Walsh Family Library Presents Exhibits on Antisemitism and Racism


The Walsh Family Library has unveiled two exhibits “Confronting Hate: Antisemitism, Racism and the Resistance” and “The Remnants of Jewish Life in the Bronx.” (Courtesy of Emma Kim/The Fordham Ram)

On Jan. 22, Walsh Family Library presented guided tours of two of its current exhibits — “Confronting Hate: Antisemitism, Racism and the Resistance” and “The Remnants of Jewish Life in the Bronx.”

The exhibits are a combined effort of work from Fordham students and professors. “Confronting Hate: Antisemitism, Racism and the Resistance” is curated by Westenley Alcenat, Ph.D., professor in the department of history, Magda Teter, Ph.D., Shvidler chair in Judaic Studies and Lesley East, FCRH ’24. “The Remnants of Jewish Life in the Bronx” is curated by Reyna Stovall, FCLC ’25, with an exhibit of photographs by Julian Voloj curated by Ray Felix.

“Confronting Hate: Antisemitism, Racism and the Resistance” highlights different artifacts from Jewish and Black people. Many of the exhibits have juxtapositions by showing antisemitic and racist artifacts and contrasting them with artifacts that highlight the issues of the time.
During the guided tour of the exhibit, Teter and Alcenat explained the different artifacts of Jewish and Black people. Some of the artifacts included postcards, songbooks, newspapers, magazines, books and other items depending on the time era.

For one of the exhibits, Teter and Alcenat described the contrasting images that some people had of Jewish and Black people by using the artifacts.

“You will see similar ways of caricaturing [Jewish people]… as all of these different stereotypes,” said Teter during the exhibit. She explained that certain features were caricatured for both Jewish and Black people to perpetuate stereotypes.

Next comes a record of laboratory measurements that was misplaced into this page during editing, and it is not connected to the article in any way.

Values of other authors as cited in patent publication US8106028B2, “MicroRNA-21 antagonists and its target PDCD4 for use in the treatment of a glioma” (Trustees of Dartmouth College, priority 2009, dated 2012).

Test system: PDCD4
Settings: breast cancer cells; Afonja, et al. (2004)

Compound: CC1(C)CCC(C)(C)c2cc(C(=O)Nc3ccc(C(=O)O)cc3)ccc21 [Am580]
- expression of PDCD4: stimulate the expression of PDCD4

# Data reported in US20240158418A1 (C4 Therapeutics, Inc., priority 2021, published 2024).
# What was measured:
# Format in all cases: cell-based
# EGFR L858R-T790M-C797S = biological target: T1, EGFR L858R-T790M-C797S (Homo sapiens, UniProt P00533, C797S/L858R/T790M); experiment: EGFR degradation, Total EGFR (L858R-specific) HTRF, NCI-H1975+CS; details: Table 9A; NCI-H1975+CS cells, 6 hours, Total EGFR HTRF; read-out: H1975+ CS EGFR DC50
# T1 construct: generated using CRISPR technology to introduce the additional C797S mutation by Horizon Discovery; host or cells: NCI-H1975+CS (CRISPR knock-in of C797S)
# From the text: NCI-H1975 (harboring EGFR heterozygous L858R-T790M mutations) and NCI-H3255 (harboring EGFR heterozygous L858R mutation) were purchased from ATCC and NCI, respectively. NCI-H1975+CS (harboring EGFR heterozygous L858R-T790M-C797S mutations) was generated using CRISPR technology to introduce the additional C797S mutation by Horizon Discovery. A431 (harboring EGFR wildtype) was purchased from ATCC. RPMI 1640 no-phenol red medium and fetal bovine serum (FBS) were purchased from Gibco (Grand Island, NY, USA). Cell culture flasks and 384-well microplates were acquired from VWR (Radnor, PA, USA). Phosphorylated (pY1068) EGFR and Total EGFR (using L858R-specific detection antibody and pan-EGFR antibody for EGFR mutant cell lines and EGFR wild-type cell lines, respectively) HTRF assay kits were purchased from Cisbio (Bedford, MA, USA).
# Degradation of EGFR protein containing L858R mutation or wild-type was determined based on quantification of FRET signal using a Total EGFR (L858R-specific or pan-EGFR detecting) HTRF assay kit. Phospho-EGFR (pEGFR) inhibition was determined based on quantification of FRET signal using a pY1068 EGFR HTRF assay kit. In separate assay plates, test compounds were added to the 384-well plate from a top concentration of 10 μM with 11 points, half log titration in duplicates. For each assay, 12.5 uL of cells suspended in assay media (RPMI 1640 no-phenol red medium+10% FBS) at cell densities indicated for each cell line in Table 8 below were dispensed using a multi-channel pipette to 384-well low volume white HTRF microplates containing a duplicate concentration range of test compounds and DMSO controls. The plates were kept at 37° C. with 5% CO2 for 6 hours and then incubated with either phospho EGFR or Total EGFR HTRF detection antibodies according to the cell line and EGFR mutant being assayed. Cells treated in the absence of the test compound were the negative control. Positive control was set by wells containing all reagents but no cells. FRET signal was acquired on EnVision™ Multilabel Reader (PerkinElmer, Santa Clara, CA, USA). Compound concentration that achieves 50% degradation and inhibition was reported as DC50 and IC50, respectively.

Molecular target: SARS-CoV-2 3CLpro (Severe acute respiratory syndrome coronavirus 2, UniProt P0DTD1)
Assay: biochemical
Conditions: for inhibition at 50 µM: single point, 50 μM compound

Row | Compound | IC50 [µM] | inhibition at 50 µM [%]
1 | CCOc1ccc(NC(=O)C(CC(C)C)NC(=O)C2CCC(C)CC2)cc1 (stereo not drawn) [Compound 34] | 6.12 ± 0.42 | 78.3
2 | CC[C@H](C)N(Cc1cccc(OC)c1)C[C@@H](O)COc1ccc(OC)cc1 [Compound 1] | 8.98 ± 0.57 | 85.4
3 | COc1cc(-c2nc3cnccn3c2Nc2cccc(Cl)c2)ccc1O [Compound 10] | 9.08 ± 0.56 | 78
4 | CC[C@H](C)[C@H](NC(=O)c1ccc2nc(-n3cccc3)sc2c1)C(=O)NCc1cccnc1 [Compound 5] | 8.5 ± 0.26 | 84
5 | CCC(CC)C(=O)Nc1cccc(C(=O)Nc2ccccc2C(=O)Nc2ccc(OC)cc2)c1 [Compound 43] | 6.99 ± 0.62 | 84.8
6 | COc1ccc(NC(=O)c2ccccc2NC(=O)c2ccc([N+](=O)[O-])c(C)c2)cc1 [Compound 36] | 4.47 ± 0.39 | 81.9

Teter went on to show contrasting artifacts from the same time period that were actually from Jewish and Black people. “But [these are] photographs of Jewish and Black people of the way they wanted to be seen. The way they wanted to see themselves and represent themselves for their friends and their families,” said Teter.

“Here is the [Jewish person] as the antisemite sees them and the [Black person] as the racist sees them, and here is how the people see themselves,” said Alcenat. “Whether you see it as them speaking back or just living their lives.”

East originally got involved in the exhibit because of a class she took called “Antisemitism and Racism” which was co-taught by Teter and Alcenat.

“I was in the class, and it was my favorite class of the semester. I was really inspired by Professor Alcenat and Professor Teter, and they asked for volunteers for their summer project,” said East.

East said that the class looked at two separate issues, antisemitism and racism, and was able to bridge the gap between the two of them.

Before East started working on the project in the summer, she was able to contribute to the research in the spring since one of the class projects was curating a description for the artifact.

“Once we got into the actual exhibit, we had edited some things, but all of the core of those descriptions were done with student involvement which was really great… The fact that we had student participation was really awesome,” said East.

“The Remnants of Jewish Life in the Bronx” was inspired by a woman named Ellen Meshnick, who donated an archive of her parent’s things to the Center for Jewish Studies.

“Looking at all of the materials in the archive and some of the other items in the special collections department, [Dr. Teter and I] wanted to create an exhibit to showcase the unique period of time when Jews were the most populous group in the Bronx and what life for them would have looked like,” said Stovall.

Stovall explained that a lot of the research centered around locating where each item originated in the Bronx and building the history around that.

“We created spreadsheets and maps to see which items were near each other and then used that information to look into the history of the items,” said Stovall.

“I believe that exhibits like this save history that would otherwise be lost,” said Stovall. “A lot of people are unaware that Jews were at one point the biggest group in the Bronx, and by telling these stories, we are not only educating the Fordham community about the history of the Bronx, but sparking conversations that can in turn continue to educate others outside of Fordham as well.”